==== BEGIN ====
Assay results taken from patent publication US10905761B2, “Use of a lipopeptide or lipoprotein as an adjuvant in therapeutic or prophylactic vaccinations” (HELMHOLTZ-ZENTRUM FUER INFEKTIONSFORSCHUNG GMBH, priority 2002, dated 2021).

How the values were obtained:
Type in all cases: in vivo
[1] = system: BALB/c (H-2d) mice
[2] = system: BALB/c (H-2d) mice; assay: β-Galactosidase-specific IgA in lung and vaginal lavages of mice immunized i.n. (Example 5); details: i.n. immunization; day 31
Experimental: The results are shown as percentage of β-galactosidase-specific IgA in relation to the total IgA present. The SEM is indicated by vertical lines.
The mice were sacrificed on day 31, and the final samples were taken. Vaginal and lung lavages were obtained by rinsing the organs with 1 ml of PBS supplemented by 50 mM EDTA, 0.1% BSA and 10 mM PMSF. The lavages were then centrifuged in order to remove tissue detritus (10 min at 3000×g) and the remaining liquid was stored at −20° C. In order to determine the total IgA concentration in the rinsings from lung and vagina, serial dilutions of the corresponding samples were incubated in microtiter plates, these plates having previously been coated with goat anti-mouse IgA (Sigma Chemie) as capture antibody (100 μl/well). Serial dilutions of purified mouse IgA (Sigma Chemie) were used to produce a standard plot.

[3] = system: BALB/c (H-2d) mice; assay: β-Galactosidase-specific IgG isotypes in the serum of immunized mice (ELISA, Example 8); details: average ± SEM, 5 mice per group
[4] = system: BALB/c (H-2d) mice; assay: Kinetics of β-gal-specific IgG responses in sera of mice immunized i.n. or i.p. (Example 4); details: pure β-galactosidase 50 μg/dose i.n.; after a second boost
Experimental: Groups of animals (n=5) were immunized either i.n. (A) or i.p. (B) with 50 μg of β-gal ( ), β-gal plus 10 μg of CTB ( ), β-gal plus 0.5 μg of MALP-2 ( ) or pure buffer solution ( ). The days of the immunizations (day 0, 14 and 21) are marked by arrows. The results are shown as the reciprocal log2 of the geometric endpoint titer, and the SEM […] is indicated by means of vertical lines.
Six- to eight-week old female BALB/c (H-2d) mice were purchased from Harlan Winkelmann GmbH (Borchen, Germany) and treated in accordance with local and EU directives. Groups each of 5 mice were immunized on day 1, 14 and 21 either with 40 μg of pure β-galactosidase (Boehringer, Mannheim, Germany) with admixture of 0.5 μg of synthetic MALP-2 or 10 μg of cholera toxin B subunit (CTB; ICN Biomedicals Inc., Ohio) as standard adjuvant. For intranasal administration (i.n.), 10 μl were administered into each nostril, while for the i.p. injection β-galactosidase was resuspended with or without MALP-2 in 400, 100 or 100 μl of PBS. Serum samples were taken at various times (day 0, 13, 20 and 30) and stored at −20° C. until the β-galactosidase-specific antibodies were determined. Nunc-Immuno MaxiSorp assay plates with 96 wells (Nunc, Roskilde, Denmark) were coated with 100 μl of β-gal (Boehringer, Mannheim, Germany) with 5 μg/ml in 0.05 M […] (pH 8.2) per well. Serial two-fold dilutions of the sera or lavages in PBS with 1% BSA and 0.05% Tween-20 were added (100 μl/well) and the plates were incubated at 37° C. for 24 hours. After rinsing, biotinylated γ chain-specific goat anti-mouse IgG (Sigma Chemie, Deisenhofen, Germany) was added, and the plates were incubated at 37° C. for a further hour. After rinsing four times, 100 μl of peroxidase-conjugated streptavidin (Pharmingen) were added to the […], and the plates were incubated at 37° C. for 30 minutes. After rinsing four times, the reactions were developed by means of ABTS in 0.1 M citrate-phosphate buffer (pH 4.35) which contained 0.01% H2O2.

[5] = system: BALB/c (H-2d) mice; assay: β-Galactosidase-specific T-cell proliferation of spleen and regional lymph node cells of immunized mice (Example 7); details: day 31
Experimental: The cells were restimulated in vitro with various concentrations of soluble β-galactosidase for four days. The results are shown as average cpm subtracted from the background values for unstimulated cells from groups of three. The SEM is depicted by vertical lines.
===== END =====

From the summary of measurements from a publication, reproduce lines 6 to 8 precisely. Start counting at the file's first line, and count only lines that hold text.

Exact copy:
Experimental: The results are shown as percentage of β-galactosidase-specific IgA in relation to the total IgA present. The SEM is indicated by vertical lines.
The mice were sacrificed on day 31, and the final samples were taken. Vaginal and lung lavages were obtained by rinsing the organs with 1 ml of PBS supplemented by 50 mM EDTA, 0.1% BSA and 10 mM PMSF. The lavages were then centrifuged in order to remove tissue detritus (10 min at 3000×g) and the remaining liquid was stored at −20° C. In order to determine the total IgA concentration in the rinsings from lung and vagina, serial dilutions of the corresponding samples were incubated in microtiter plates, these plates having previously been coated with goat anti-mouse IgA (Sigma Chemie) as capture antibody (100 μl/well). Serial dilutions of purified mouse IgA (Sigma Chemie) were used to produce a standard plot.

[3] = system: BALB/c (H-2d) mice; assay: β-Galactosidase-specific IgG isotypes in the serum of immunized mice (ELISA, Example 8); details: average ± SEM, 5 mice per group